Skip to main content

Search

APIS: The NIAAA Alcohol Policy Information System

The Alcohol Policy Information System (APIS) is an NIAAA-sponsored Web site that provides detailed information on alcohol-related public policies at both the State and Federal levels. Updated annually, the APIS information can be used to identify policy changes in 33 policy areas. Up to two-thirds of these policies can be tracked back to 1998, and data on the remaining one-third are available...

Relationships of Cannabis Policy Liberalization With Alcohol Use and Co-Use With Cannabis: A Narrative Review

Introduction

For the past 25 years, a growing number of U.S. states have been progressively legalizing cannabis markets, first through the early adoption of medical cannabis laws, which enabled the purchase and possession of cannabis for specific medicinal purposes, and then more recently through laws regarding adult (i.e., “recreational”) use of cannabis. As of May 2021, more than 70% of U.S...

The World Health Organization’s Global Monitoring System on Alcohol and Health

With growing awareness of the impact of alcohol consumption on global health (Rehm et al. 2004; World Health Organization [WHO] 2002, 2009) the demand for global information on alcohol consumption and alcohol-attributable and alcohol-related harm as well as related policy responses has increased significantly. Public health problems attributable to harmful alcohol consumption have become the focus...

Age, Period, and Cohort Effects in Alcohol Use in the United States in the 20th and 21st Centuries: Implications for the Coming Decades

Introduction

Alcohol consumption, including any alcohol use; patterns of high-risk use, including binge drinking; and alcohol use disorder (AUD) incidence and prevalence, differs substantially over time and by life stage. Variation also occurs across demographic groups, and such differences themselves vary across time and place. In the first quarter of the 21st century, changes in incidence and...

Privacy

Protecting your privacy is very important to us. Our Web site links to other NIH sites, federal agency sites and occasionally to private organizations. Once you leave the primary NIAAA.NIH.gov site, you are subject to the privacy policy for the site(s) you are visiting. We do not collect any personally identifiable information (PII) about you during your visit to NIH Web sites unless you choose to...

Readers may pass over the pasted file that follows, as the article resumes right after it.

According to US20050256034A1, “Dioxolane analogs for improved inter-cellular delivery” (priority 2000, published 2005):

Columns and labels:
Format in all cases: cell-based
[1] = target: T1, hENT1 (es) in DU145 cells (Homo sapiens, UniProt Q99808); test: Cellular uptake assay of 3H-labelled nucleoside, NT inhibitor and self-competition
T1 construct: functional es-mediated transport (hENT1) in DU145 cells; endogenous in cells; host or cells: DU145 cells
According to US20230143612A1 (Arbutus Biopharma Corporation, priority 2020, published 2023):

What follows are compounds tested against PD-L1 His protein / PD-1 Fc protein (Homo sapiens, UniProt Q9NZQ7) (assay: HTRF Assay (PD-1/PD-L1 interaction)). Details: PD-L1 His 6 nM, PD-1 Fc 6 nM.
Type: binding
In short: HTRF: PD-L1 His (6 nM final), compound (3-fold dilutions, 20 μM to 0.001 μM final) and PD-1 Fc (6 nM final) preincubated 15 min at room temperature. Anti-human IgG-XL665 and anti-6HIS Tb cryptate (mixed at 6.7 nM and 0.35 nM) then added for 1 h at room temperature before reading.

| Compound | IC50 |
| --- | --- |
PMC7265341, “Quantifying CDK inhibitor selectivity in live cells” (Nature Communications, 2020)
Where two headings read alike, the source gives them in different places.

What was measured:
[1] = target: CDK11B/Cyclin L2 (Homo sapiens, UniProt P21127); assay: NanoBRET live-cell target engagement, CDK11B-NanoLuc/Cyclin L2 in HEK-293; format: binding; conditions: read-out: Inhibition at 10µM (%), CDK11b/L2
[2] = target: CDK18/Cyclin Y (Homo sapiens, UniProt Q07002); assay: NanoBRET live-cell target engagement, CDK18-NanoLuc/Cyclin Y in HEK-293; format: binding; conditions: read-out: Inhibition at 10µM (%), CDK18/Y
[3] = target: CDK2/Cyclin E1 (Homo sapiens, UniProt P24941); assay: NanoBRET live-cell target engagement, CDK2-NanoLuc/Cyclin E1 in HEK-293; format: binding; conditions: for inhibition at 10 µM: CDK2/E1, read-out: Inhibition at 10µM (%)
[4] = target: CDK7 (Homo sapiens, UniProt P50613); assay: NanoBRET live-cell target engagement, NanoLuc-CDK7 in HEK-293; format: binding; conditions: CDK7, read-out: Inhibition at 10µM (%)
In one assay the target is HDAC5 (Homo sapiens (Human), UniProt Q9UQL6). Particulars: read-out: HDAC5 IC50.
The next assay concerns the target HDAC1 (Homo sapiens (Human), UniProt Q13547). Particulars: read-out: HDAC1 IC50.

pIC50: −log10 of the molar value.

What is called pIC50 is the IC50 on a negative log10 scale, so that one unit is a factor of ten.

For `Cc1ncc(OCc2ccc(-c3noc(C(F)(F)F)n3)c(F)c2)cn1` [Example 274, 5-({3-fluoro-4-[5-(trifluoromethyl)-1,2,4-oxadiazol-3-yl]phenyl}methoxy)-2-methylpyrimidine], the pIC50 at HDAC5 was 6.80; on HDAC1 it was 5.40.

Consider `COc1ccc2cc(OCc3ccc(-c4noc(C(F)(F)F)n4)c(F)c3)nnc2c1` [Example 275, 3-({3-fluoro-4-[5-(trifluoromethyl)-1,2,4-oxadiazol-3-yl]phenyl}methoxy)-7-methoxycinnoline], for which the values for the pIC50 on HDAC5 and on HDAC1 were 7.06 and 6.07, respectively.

Alcohol and Cannabinoids - From the Editors

Alcohol is frequently used in association with cannabis, with co-use now perceived as normative with expanding cannabis legalization. Cannabinoid products are increasingly used for a number of medical and recreational purposes, including to enhance alcohol-reinforcing properties or in some cases to substitute for alcohol. Rates of alcohol use disorder (AUD) are higher among cannabis users relative...

Maternal Substance Use: Consequences, Identification, and Interventions

Alcohol, tobacco, and cannabis are the substances most frequently used during pregnancy, and opioid-exposed pregnancies have increased fourfold. The purpose of this review is to describe the prevalence and consequences of prenatal exposure to alcohol, tobacco, cannabis, and opioids. Currently available screening questionnaires for prenatal substance use are summarized and contrasted with the...

Community Indicators: Assessing the Impact of Alcohol Use on Communities

In the United States and other countries around the world, researchers have long been interested in community-level measurement of population health in the form of community indicators. Community indicators are measures that communicate information about a given dimension of a community’s well-being (Besleme and Mullin 1997). In the United States, the current popularity of community indicators can...

Adolescent Binge Drinking

Binge drinking, commonly defined as consuming five or more standard drinks per occasion for men and four or more drinks for women, typically begins in adolescence. Adolescents, although they may drink less often, tend to consume higher quantities of alcohol per occasion compared with adults. This developmental difference in pattern of alcohol consumption may result, in part, from maturational...

The Epidemiology of Binge Drinking Among College-Age Individuals in the United States

Rates of alcohol consumption continue to be a concern, particularly for individuals who are college age. Drinking patterns have changed over time, with the frequency of binge drinking (consuming four/five or more drinks for women/men) remaining high (30% to 40%). Young adults in the college age range are developmentally and socially at higher risk for drinking at binge levels. Changes in autonomy...